- Supreme Court operations, the Court of Appeals and District Courts are cut by $12 million in FY 2010-11.
- Grants to legal services and alternative dispute resolution programs serving low-income clients are cut by $424,000, less than half of the $1.1 million cut proposed by the Governor. These grants support Legal Aid and pro bono legal programs to help low-income residents pursue employment, housing, disability and other civil cases.
- The Board of Public Defense takes a $1.9 million cut, significantly less than the $4.8 million cut proposed by the Governor.
The legislature also preserved the Department of Correction’s popular Sentencing to Service program, which puts low-risk offenders to work on civic projects. The Governor had proposed eliminating this program, but the supplemental budget agreement bill cut its funding in half to $2.3 million in FY 2010-11. New language allows counties to require offenders to pay a fee to participate and/or to assess fees to entities that benefit from Sentencing to Service work crews.
The supplemental budget agreement makes deeper cuts than the Governor proposed in other areas of public safety.
- The Department of Corrections takes an $8.9 million cut, $1.5 million more than the Governor proposed. The supplemental budget agreement includes some restrictions, specifying that the cuts cannot come from correctional officers, offender reentry programs or discharge planning for mentally ill inmates. However, the agreement allows cuts to inmate education programs, chemical dependency programs and treatment beds, cuts that were formerly prohibited in statute.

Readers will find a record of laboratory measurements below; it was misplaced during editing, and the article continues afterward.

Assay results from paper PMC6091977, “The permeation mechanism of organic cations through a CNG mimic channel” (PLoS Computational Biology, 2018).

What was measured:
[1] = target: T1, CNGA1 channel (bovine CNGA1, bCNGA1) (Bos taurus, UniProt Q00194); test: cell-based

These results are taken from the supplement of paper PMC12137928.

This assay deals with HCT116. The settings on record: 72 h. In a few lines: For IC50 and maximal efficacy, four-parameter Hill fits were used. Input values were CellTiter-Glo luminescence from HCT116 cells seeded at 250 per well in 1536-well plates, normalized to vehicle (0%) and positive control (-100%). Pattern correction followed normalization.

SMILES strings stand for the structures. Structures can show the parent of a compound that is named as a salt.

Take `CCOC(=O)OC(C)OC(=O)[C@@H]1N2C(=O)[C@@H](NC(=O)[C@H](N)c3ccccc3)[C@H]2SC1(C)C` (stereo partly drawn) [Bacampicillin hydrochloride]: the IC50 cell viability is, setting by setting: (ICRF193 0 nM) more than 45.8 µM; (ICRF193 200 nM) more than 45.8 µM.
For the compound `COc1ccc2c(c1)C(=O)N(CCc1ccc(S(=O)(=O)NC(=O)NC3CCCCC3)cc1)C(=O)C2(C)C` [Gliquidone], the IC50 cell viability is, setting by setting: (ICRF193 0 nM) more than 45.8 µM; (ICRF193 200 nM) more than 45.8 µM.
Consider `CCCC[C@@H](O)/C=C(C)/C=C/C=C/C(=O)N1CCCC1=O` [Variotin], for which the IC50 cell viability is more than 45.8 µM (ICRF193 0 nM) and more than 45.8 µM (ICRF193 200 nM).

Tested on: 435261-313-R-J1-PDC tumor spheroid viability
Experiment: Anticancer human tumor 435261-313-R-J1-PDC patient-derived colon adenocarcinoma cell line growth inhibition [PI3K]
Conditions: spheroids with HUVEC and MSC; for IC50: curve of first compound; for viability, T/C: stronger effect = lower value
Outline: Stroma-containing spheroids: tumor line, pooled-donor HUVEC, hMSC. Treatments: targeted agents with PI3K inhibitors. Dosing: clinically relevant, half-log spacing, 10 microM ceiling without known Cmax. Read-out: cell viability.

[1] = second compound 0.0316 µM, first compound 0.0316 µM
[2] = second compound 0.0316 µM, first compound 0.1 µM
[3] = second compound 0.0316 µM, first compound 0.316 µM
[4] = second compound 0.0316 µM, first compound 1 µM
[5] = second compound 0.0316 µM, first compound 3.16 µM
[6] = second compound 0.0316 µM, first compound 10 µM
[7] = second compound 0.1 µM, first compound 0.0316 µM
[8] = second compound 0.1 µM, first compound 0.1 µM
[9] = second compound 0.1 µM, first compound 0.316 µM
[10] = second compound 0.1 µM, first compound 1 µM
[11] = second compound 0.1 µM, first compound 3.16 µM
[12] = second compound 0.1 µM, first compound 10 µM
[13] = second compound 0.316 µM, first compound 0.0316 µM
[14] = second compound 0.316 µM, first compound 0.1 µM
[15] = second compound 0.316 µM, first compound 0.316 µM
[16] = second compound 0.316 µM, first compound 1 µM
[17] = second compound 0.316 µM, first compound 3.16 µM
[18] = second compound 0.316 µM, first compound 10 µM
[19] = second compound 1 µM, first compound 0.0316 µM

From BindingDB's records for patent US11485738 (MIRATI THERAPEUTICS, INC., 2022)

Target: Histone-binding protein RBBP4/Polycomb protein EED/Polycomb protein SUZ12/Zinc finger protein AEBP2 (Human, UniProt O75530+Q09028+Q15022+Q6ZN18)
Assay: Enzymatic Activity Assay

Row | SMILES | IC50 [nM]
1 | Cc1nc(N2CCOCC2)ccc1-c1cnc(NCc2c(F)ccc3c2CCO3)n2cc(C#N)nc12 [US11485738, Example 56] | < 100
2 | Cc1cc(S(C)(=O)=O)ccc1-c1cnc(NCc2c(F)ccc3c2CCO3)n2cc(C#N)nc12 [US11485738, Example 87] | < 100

- The Bureau of Criminal Apprehension is cut by $1.6 million. The Governor had proposed a $200,000 increase.
- The Office of Justice Programs is cut by $1.3 million. The Office focuses on crime reduction and crime victim assistance. The Governor had proposed no cuts. There is language minimizing reductions to services for battered women’s shelters and domestic violence programs, general crime victim programs, sexual assault victim programs, and youth intervention programs.
The supplemental budget agreement relies heavily on one-time fixes, transferring money from special revenue accounts to the general fund. These do not help balance the budget in the long term. The largest example is an $11 million transfer from the Fire Safety Account to the general fund. The Fire Safety Account is funded by a tax on homeowner and commercial insurance policies and is intended to pay for firefighter education and training and other programs. State officials said the account had a surplus, which allowed for a one-time, $2 million increase in fire safety spending, plus the one-time transfer to the general fund to address the deficit.
Economic Development and Housing
The supplemental budget agreement reduces general fund spending for economic development by $16 million in FY 2010-11, or two percent of the current budget deficit.
The supplemental budget agreement makes $1.3 million in permanent reductions to workforce development services. Cuts include:
- $119,000 from State Services for the Blind, which helps Minnesotans who are blind, visually impaired or Deafblind with their employment skills,
- $397,000 from extended employment, which helps people with significant disabilities keep and advance in their jobs,
- $190,000 from Independent Living Services, which teach skills and provide services that enable individuals with disabilities to live independently, and
- $500,000 from the Jobs Skills Partnership, which funds job training and retraining partnerships between educational institutions and businesses.
The Minnesota Housing Finance Agency (MHFA) is cut by $4.2 million this biennium, including $3.2 million from the Preservation Affordable Rental Investment Fund, a fund created to prevent the loss of federally-assisted rental housing. Another $1 million was cut from MHFA’s Rental Rehabilitation Loan program, which helps maintain rental properties for low-income families.